We hit the trail at 2:30 with headlamps hoping to get to Iceberg Lake and the start of the route by 6:30 or 7:00.We made pretty good time up the North Fork of Lone Pine Creek, noticing the air get thinner as we hiked. I made one route finding mistake, getting suckered into the valley north of Upper Boy Scout Lake; and then took a spill on the talus moving too fast trying to make up for lost time. We ended up at Iceberg Lake by about 7:30 - after two parties who had camped at Iceberg Lake had already started up the East Face. Disappointed to have to climb behind other climbers we filled up our water bottles and started the last bit of hiking up to the roping-up spot above the First Tower. At this point we were at about 12,500 feet above sea level and were definitely feeling it. The first roped pitch is the Tower Traverse which is fairly easy but moderately exposed to the steep lower east face. We then simul-climbed the next few pitches up The Washboard and Greg gave me a belay for the final pitch up and over before we met up with the log-jam of climbers about a third of the way up the route. We abandoned hope for a speed record at this point! We ended up waiting on the belay ledge for an hour or so to let the two other parties get moving, enjoying the view and taking a lot of pictures. The ledge was plenty big to untie, relax and eat some food, but while sitting around at 13,500 Greg started getting a headache and feeling nauseous. I felt o.k. but for a little headache, so when the other parties had climbed on we kept moving. Greg took the next pitch - the classic and wildly exposed Fresh Air Traverse. I took the next chimney pitch and then we caught up to the next party again. By now Greg was feeling pretty ill, not wanting to eat and having run out of water. I could tell he wasn't quite right when I climbed more than a pitch without hearing his usual wit. We kept climbing. At our position going up was about as fast as going down, and knowing that he would likely get worse going up was probably safer. Greg kept up a really good pace and a really good attitude, so we were on the summit in a couple more hours. The only other people on top were the climbers who summitted with us; there are usually droves of hikers up there, so it was quite nice to enjoy the views without the crowds. We didn't dilly-dally too long as we still had to descend down the Mountaineer's Route and then hike back out to the car. Stomping down the massive scree and snow slope was not a whole lot of fun but we eventually made it back to Iceberg Lake and filled up our very empty water bottles. After a quick rest we hit the trail and began the descent back down to friendlier altitudes. Half way down the trail or so Greg started chiming in with his usual sarcasm so I knew he'd be fine. We met a few folks hiking up with their massive packs full of camping and climbing gear, and were pleased to have done our ascent in a day with just a rope, a rack and the shirts on our back. We got to the parking lot just before 8:30 and then drove to Lone Pine for pizza and beer before making the drive home.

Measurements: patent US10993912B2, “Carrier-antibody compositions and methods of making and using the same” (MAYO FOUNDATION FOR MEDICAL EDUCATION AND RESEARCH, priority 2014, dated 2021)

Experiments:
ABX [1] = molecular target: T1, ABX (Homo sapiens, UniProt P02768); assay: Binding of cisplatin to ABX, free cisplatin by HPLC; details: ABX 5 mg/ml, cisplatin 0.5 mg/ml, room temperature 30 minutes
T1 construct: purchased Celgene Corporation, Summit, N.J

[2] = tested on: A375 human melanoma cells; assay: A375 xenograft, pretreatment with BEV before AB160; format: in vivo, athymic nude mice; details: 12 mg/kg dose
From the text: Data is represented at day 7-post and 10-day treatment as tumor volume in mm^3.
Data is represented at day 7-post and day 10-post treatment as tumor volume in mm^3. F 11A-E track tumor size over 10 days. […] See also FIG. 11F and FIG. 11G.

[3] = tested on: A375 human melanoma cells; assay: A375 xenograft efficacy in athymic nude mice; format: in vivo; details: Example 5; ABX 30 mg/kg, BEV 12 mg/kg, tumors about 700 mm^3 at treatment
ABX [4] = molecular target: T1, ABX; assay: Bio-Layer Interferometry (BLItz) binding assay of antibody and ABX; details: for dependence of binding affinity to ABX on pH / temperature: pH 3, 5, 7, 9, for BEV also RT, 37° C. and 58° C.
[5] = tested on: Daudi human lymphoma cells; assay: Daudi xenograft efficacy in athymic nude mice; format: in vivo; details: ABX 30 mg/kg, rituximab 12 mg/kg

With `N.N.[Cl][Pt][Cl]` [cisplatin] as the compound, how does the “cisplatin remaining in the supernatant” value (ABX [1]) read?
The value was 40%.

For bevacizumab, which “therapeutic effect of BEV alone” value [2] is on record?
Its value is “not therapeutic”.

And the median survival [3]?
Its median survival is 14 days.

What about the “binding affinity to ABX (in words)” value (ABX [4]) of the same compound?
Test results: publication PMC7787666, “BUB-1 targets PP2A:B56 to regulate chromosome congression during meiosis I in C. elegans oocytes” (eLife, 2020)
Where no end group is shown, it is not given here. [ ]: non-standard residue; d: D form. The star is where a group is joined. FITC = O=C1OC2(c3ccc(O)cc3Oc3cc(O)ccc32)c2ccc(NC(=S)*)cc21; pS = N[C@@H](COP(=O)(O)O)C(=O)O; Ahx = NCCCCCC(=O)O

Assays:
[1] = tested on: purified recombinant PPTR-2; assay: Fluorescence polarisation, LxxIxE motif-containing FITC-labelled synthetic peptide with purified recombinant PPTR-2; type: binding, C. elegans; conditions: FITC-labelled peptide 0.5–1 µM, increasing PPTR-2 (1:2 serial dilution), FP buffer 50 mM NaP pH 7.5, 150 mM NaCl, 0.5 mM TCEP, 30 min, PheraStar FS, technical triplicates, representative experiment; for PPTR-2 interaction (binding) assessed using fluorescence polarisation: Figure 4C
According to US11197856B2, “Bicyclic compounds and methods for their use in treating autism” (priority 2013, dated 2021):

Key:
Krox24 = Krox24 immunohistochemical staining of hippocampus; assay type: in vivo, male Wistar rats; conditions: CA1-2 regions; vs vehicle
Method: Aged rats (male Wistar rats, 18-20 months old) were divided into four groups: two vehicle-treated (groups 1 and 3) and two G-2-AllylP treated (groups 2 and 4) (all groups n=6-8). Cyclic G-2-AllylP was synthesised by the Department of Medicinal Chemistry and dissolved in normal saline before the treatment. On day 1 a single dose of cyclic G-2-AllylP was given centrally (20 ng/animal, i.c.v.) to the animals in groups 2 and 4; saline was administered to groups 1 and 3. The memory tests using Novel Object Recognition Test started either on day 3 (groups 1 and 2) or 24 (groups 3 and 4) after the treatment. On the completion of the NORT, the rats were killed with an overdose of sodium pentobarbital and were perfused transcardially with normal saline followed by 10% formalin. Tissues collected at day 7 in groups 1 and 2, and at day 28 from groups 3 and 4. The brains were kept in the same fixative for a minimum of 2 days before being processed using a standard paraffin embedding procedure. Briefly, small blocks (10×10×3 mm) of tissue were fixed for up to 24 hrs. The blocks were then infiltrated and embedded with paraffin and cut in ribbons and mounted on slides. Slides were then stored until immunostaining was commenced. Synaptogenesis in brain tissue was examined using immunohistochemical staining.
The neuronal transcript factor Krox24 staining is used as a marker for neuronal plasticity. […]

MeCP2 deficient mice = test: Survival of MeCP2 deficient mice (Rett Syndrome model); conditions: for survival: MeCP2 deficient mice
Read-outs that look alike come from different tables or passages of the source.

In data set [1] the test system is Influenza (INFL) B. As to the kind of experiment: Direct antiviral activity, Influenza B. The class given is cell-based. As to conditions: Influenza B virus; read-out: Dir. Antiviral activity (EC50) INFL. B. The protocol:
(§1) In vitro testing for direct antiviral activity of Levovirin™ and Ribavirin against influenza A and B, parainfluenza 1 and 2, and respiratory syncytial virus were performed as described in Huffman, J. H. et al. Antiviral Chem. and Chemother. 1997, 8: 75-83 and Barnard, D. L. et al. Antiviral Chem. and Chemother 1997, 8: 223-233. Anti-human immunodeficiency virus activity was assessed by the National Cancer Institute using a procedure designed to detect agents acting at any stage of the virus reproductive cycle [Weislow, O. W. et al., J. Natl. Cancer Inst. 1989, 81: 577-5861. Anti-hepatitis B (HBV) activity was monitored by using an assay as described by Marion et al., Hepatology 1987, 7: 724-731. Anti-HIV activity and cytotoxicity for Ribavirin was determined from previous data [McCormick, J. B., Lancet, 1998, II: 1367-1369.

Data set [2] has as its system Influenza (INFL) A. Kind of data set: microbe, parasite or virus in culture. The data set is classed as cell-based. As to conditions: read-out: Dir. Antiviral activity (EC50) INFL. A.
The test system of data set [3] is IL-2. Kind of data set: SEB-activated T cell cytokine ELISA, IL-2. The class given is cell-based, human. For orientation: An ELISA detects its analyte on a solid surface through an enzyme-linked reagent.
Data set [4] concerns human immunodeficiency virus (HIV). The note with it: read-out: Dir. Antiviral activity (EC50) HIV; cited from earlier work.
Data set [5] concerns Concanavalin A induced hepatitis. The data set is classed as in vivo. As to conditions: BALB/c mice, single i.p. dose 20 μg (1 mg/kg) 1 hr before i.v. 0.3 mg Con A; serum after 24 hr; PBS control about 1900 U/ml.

The East Face turned out to be a great experience for both of us. We got to spend a full day up in the High Sierras getting in some good alpine climbing experience, we got to climb to the highest point in the lower 48 and,we learned a few things to watch out for next time. Most importantly, we also made it back to our front doors relatively unscathed.